All clubfoot deformities were graded according to Dimeglio et al [6] system before and after treatment. Any residual deformities or complications during treatment were recorded. The number of casts required to obtain correction and the need for tenotomy was also recorded. Demographic data including age, sex and bilateral deformity were noted.

Treatment regimen: The Ponseti method of management was used according to the following regimen:

All patients of less than 2 years age were treated by Ponseti technique as soon as possible after referral. Treatment consists of gentle manipulation of the foot and serial application of long leg plaster cast without the use of anesthesia, as described by Ponseti [7] . In all patients, cavus was corrected first by supinating the forefoot and dorsiflexing the first metatarsal. Failure to supinate the forefoot as the first step ultimately leads to incomplete correction of the clubfoot. To correct the varus and adduction, the foot in supination was abducted while counterpresure was applied with the thumb against the head of the talus. Casts were changed weekly after proper manipulation of the foot until good correction is obtained [Figure - 1]. In the last cast, the foot should be markedly abducted (70°) without pronation. This position was essential in obtaining complete correction and it prevents recurrence. If residual equinus is observed after the adduction of the foot and the varus deformity of the heel has been corrected, a simple percutaneous tenotomy of the Achilles tendon was performed under local anesthesia. After tenotomy, a cast was applied and left in place for three weeks to allow for healing of the tendon.

An orthosis was used to prevent relapse of the deformity. The brace was fitted on the same day as the last POP cast was removed, to prevent relapse/recurrence of the deformity. The real length of the foot sole of the baby was measured in centimeters. An extra centimeter as allowance for growth was not added as the pattern of the shoe already has an allowance for this.

We used well-fitted, open-toed, high-top, straight-last shoes attached to a Denis Browne bar of length equal to the distance between the child's shoulders [Figure - 2]. The corrected foot was maintained in 70° of external rotation with ankle in dorsiflexion. This prevented recurrence of varus deformity of the heel, adduction of the foot, toeing-in and equinus deformity. The normal foot in a unilateral deformity, was placed in 45° of external rotation. The orthosis was worn for twenty three hours a day for the first three months and then at night for twelve hours for three years.

The parents were instructed to perform range of motion exercises for the ankle and foot when it was out of the brace. Two exercises were taught to the parents. In the first exercise the infant was made to squat on level ground while being supported by the parent. This brought the ankle in dorsiflexion and prevents equinus deformity. In the second exercise the parent stabilized the leg with one hand while using the other hand to grasp the foot. The lateral border of the foot was then approximated towards the shin of the foot. These exercises were repeated twenty times at each sitting.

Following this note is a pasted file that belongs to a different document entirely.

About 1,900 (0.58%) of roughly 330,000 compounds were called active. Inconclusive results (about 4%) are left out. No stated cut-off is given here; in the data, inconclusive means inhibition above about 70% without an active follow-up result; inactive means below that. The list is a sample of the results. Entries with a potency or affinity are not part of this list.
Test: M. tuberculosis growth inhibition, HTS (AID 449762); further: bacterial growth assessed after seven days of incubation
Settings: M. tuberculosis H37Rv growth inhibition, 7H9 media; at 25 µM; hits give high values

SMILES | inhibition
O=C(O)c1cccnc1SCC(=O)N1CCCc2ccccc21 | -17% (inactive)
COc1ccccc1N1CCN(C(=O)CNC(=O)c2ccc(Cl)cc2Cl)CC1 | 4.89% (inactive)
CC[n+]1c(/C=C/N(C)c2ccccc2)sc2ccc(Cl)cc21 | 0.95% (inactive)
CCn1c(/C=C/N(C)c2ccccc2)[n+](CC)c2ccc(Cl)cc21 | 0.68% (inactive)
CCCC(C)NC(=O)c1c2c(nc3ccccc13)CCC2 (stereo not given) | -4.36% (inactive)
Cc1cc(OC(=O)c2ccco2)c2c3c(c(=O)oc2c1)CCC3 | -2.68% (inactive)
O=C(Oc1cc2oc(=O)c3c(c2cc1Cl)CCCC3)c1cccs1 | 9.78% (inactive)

The exercises were performed twice a day for the first three months (when the brace was applied for twenty three hours a day) and five times daily for the next three years (when the brace was applied for twelve hours at night).

The patients were followed up on a weekly basis during the initial stages of treatment. After orthosis was applied, the patient was seen on a monthly basis for three months and then once every three months till the patient was three years of age. The patient was also followed up every six months to one year till skeletal maturity is achieved.

   Results Top

The average age of the patients was three months (range, 1 day to 22 months of age). Of the 41 infants, 22 had unilateral and 19 had bilateral involvement (60 feet). None of these patients had received any surgical treatment before referral.

The deformity was classified according to the system of Dimeglio et al as grade II (moderate) in 3 feet, grade III (severe) in 17 feet and grade IV (very severe) in 40 feet. The mean number of cast that were applied to obtain correction was six (range four to nine casts). More number of casts was required to obtain correction in very severe deformity. Fifty eight of the 60 clubfeet required percutaneous tendo achilles tenotomy to correct the residual equinus deformity [Figure - 3]. The average follow-up was for three years (range two to four years).